As a nation we are blessed to have a “government of the people, by the people, and for the people.”  But there’s one key requirement, participation of the people. And the most basic participation is voting.  When you vote you help determine who will lead our nation, make our laws and protect our liberties.

Our faith in God should influence our values in life, and that includes the political arena. People of faith, grounded in moral truth, must be prepared to discern those candidates best able to uphold moral values and Biblical principles.  As Christ’s representatives on earth, we are under a mandate to be “salt and light” in our culture (Matthew 5:13-16), voting is one way we can and must do this.

According to the US Census Bureau, as many as 25-35 percent of eligible Americans are not registered to vote. Less than half of the voting-age population actually votes in any given election. What’s worse is only one out of four eligible evangelical Christians vote.  Of 59 million potential evangelical voters, 24 million are not even registered to vote.  Only 20 million of the 35 million registered evangelical voters went out and actually voted. Author Jim Nelson Black, in his book When Nations Die, wrote: “One of the greatest reasons for the decline of American society over the past century has been the tendency of Christians to abandon the forum at the first sign of resistance.”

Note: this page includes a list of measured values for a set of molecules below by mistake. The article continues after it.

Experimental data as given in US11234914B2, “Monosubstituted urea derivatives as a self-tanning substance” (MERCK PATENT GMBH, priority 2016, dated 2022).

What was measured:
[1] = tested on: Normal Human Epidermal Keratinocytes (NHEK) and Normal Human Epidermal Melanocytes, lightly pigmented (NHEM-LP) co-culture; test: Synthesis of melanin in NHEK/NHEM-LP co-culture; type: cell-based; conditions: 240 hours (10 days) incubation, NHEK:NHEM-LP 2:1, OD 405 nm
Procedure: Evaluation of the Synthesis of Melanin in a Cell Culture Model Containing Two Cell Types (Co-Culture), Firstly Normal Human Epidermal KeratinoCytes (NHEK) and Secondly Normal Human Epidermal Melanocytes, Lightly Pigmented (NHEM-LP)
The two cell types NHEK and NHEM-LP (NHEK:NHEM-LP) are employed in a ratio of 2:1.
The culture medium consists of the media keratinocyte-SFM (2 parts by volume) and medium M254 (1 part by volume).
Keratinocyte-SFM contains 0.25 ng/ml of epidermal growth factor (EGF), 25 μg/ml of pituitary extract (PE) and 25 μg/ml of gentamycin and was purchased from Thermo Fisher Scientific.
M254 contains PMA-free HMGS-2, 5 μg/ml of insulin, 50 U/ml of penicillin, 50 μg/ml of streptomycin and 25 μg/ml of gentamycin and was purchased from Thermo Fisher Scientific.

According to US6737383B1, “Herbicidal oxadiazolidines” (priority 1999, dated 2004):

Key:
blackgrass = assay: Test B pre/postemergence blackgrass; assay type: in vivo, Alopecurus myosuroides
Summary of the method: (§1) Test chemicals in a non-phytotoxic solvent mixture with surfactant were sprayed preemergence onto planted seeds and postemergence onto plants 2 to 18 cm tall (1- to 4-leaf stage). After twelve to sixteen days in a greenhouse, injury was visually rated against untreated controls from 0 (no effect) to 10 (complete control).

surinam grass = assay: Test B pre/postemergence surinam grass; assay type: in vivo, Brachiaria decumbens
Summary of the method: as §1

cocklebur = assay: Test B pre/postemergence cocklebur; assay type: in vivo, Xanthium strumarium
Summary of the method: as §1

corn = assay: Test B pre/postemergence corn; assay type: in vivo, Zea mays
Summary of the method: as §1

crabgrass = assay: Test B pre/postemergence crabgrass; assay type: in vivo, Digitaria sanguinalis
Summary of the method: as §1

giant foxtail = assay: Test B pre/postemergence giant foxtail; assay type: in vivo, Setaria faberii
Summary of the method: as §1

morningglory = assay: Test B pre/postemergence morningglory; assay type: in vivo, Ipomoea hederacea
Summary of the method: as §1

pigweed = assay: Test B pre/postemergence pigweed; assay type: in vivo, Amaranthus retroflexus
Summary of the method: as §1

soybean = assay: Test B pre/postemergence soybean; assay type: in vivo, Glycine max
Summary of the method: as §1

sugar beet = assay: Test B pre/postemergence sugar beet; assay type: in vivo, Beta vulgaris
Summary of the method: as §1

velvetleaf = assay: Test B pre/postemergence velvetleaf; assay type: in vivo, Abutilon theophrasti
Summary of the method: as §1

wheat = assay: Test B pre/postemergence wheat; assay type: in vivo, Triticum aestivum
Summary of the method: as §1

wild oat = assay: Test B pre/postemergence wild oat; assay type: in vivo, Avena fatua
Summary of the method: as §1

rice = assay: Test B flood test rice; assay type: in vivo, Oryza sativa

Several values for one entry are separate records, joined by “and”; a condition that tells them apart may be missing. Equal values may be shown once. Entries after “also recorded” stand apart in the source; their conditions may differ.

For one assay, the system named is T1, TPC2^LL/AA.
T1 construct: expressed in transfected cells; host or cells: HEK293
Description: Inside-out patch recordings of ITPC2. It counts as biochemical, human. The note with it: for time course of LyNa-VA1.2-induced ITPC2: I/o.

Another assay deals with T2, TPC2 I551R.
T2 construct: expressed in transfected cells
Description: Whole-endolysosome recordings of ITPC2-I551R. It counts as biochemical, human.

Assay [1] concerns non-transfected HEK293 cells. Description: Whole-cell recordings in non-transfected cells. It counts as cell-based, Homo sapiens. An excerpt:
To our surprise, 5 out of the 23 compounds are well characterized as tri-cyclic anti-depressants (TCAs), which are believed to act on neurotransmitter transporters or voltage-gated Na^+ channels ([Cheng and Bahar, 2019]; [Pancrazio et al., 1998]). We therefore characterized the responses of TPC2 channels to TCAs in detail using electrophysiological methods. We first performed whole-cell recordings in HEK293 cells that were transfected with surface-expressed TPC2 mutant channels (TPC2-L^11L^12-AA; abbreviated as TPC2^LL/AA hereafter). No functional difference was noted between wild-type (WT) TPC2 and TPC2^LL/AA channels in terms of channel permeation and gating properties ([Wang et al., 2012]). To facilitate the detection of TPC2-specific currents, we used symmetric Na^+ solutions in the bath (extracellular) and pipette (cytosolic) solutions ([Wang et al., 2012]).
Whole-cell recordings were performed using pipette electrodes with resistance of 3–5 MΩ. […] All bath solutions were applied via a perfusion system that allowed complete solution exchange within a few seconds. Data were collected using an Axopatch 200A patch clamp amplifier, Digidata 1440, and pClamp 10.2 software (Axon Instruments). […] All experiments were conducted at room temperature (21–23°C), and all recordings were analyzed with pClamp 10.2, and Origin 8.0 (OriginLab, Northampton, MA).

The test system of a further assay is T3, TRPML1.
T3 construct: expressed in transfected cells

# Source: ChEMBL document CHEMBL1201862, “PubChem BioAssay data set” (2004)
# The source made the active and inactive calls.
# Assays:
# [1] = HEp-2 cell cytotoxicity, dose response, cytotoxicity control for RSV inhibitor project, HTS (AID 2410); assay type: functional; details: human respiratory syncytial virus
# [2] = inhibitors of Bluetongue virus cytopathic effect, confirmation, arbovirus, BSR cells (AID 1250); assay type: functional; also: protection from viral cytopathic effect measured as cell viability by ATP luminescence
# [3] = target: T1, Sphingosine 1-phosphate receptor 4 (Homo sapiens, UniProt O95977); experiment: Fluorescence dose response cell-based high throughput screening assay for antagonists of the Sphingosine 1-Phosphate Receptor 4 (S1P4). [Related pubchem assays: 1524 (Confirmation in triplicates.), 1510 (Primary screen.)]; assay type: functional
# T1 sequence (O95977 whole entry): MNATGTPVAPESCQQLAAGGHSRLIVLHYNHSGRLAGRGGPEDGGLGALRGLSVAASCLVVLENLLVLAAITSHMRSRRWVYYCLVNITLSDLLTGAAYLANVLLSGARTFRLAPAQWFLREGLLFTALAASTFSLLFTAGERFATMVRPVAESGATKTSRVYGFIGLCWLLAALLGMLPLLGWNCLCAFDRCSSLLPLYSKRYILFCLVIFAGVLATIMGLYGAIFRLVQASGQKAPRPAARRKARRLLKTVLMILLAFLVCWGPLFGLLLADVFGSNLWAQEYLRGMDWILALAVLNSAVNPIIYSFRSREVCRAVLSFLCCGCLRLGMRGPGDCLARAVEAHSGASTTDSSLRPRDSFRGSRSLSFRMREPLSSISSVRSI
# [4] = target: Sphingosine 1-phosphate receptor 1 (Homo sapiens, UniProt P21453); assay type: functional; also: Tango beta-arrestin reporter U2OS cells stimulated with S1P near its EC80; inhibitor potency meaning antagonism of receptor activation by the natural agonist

It is absolutely critical that Christians be registered voters and informed voters.  As believers, we have a duty to be involved in the process.  But our charge is not simply to vote our party affiliation, or even our pocketbook. Instead, we must vote our values, our beliefs, our convictions. An informed vote takes effort.  The choice may not always be easy, but it is always significant.